Mini Post: The (Not-So-Graceful) Death of Paid Mods

April 28, 2015

So you may or may not have heard earlier this week, Valve tried to introduce a pay-for-mod section in the Skyrim workshop. Of course. there would still be mods that you could download and use for free, but along side that there would be mods with varying degrees of prices–some at a fixed price, others with a “pay-what-you-want” feature. The idea was, according to Bethesda and Valve, was to give mod authors a chance to earn a bit of income with their creative efforts into modding Skyrim.

…Of course this failed miserably on all fronts.

First off, the modding community as a whole felt threatened this would spell the end of free mods. There was a fear that pay for mods would become the new norm. Or perhaps certain mod authors would remove their formally free mods and put them as pay for only. Perhaps free mods would eventually be removed all together…

Then there was the 24 hour guarantee, that if you weren’t satisfied with your purchase, or the mods was broken, you could get a full refund within that time period. But who’s going to know if their recently installed mod is going to conflict with anything right away? Sure, sometimes with mod problems you’d get CTD on launch…but a of the times a conflict isn’t so obvious. It could even sneak right by you until much later, and by that time you’ve gotten the dreaded “corrupted save”. Urgh.

And on top of that, mod authors would only get a 25% pay out for their creations, so even if their mod is $2 they’d only get about 50 cents. Valve gets 35%, and Bethesda gets the remaining 45%. Personally I’m not too upset by this, it is Bethesda’s property, but I’ve read the author only gets paid if there’s a minimum cash out of $100…so a mod has to at least make $400 for it to be profitable. What.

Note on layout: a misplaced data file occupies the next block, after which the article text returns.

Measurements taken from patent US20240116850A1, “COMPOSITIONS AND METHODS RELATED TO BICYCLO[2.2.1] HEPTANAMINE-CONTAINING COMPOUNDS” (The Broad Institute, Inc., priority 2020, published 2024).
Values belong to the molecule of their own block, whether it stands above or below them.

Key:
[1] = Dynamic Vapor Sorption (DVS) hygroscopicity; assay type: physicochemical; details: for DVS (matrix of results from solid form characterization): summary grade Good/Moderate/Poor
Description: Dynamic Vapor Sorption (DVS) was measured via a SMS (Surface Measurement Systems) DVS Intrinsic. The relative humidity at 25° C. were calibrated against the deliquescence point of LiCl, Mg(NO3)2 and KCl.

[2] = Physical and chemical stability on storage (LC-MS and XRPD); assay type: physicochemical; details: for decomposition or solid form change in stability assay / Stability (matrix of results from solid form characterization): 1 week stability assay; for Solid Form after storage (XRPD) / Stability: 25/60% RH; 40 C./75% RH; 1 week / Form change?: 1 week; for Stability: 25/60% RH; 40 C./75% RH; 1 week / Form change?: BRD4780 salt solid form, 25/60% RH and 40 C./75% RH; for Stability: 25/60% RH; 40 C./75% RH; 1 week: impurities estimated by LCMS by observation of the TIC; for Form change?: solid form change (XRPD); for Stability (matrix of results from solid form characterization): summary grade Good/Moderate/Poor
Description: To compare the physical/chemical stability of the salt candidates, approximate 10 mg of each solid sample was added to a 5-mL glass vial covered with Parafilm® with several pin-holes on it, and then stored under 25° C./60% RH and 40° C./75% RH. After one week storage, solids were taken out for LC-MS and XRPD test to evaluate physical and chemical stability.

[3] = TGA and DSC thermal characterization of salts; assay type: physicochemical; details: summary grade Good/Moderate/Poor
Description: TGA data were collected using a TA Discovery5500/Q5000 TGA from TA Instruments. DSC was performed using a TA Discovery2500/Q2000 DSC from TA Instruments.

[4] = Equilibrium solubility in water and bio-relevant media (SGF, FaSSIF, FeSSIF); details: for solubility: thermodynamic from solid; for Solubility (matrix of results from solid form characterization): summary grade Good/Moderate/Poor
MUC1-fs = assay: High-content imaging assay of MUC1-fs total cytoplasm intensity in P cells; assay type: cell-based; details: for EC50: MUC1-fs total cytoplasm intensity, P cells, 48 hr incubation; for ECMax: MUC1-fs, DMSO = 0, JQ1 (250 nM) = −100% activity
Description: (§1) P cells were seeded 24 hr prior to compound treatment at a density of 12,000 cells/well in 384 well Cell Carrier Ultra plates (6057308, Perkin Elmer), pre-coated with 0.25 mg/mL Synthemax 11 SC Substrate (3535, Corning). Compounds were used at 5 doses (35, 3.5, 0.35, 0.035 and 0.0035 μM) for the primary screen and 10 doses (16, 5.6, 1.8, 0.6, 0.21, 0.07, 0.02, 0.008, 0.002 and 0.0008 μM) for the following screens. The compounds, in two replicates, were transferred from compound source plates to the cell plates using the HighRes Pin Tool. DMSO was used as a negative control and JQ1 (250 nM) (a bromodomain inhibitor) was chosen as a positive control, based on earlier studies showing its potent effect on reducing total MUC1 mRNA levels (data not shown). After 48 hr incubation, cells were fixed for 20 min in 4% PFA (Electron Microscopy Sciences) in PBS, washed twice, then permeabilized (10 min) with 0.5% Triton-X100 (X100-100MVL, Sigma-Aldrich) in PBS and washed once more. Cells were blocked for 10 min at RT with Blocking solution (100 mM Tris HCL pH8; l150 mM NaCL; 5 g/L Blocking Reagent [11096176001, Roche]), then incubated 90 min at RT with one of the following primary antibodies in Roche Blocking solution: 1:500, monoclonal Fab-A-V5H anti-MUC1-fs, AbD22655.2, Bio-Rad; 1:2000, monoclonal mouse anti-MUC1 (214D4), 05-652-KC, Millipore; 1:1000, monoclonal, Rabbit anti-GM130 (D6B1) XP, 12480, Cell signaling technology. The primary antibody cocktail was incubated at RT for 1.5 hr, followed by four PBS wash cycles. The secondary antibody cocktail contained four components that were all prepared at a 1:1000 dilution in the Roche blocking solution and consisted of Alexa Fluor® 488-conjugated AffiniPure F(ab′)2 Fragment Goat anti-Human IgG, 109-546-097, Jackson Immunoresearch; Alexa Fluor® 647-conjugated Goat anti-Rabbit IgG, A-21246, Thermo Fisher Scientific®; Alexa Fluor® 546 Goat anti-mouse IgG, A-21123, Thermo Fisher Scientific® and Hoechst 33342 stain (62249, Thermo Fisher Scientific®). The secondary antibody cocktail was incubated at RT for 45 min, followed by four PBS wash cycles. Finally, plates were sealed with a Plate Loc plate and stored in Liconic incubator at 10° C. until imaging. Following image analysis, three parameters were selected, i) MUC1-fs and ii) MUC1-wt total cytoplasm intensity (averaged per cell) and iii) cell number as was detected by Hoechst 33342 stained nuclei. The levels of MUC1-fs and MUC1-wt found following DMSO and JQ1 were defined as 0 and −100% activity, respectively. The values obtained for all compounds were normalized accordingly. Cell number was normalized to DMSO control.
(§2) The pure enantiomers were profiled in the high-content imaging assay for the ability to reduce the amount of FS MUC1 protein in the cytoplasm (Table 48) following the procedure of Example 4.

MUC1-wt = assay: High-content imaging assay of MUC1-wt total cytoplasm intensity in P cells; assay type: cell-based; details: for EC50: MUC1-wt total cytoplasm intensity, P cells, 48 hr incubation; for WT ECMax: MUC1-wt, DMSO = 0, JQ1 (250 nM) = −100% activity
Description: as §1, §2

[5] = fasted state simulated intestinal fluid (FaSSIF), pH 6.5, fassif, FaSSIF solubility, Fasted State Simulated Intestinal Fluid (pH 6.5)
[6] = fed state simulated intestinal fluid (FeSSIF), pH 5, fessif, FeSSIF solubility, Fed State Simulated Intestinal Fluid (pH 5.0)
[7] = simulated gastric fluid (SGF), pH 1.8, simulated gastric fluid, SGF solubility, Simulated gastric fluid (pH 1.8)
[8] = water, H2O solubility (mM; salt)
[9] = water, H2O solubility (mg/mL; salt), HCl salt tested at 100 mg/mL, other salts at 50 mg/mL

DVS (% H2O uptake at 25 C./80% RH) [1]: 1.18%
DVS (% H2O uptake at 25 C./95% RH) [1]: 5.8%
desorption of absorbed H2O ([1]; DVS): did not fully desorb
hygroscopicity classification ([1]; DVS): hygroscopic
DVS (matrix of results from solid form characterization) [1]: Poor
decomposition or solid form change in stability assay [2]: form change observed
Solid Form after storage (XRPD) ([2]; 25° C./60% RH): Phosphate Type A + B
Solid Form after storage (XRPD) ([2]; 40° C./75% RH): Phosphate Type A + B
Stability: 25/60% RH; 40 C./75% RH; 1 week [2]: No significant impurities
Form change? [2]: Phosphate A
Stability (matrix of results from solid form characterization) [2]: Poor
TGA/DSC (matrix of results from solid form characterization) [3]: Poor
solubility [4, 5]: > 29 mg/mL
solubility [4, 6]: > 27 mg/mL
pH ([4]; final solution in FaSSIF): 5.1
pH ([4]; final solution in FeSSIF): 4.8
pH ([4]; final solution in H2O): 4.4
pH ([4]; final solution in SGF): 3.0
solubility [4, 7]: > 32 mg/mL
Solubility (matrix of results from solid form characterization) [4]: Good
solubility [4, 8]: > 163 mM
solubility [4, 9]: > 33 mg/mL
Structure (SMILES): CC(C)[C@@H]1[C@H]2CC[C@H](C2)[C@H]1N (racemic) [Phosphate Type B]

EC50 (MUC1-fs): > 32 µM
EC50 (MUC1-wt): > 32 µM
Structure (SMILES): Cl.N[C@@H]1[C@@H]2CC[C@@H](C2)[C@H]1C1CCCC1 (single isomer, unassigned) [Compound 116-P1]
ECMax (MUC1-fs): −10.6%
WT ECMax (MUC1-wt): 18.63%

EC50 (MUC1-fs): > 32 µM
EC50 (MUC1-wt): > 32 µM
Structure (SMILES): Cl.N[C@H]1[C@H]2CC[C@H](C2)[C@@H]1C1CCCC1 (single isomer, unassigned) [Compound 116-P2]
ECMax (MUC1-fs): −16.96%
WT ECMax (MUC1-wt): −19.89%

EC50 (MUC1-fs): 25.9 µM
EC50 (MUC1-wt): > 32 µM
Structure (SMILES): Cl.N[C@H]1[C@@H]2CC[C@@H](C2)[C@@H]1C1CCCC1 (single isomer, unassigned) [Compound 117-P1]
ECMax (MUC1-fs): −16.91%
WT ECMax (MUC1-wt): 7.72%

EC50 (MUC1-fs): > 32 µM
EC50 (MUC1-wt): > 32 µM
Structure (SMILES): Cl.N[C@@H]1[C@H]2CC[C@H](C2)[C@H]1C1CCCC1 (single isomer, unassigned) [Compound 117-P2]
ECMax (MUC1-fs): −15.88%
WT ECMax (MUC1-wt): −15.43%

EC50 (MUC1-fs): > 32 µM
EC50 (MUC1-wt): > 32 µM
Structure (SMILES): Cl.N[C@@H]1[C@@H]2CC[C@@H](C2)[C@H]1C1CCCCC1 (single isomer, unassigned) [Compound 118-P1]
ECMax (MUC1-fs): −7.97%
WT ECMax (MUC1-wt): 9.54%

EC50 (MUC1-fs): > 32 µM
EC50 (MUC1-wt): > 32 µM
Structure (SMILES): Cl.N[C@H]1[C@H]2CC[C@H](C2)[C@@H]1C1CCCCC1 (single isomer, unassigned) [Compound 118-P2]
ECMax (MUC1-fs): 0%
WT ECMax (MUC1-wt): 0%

So of course, Valve was spammed with angry messages from the Skyrim community. Bethesda as well, both trying to explain they only wanted to help mod creators, to help encourage the community to grow even more, and to give modders more incentive to keep on creating things for their favourite game. What it ended up looking like was a quick cash grab. “Oh hey, look how crazy popular Skyrim still is, the modding community is still going strong, let’s monetize n that!”

I think what most people would have prefered was a straight “donate” button, or maybe more of a fair split to the mod creator and Valve/Bethesda (maybe a 40/60 split would be good, 40 the modder). But what do I know? The only mods I’ve paid for were official DLC, other than that I’m a cheap ass motherfucker. I wouldn’t buy a mod.

Either way, the paid workshop was promptly removed just a few days later, with an apology from Bethesda and Valve over the whole thing, saying “perhaps this wasn’t the right time, or the right way to introduce paid mods”. You can read Valve’s response, and Bethesda’s here.

Either way, this bit of controversy is behind us. But still, enjoy this video of Skyrim Mods Weekly. It pretty much sums up the community’s response in a less than 10 minute video, with a quite humorous tone.

What’s your opinion on paying for mods?


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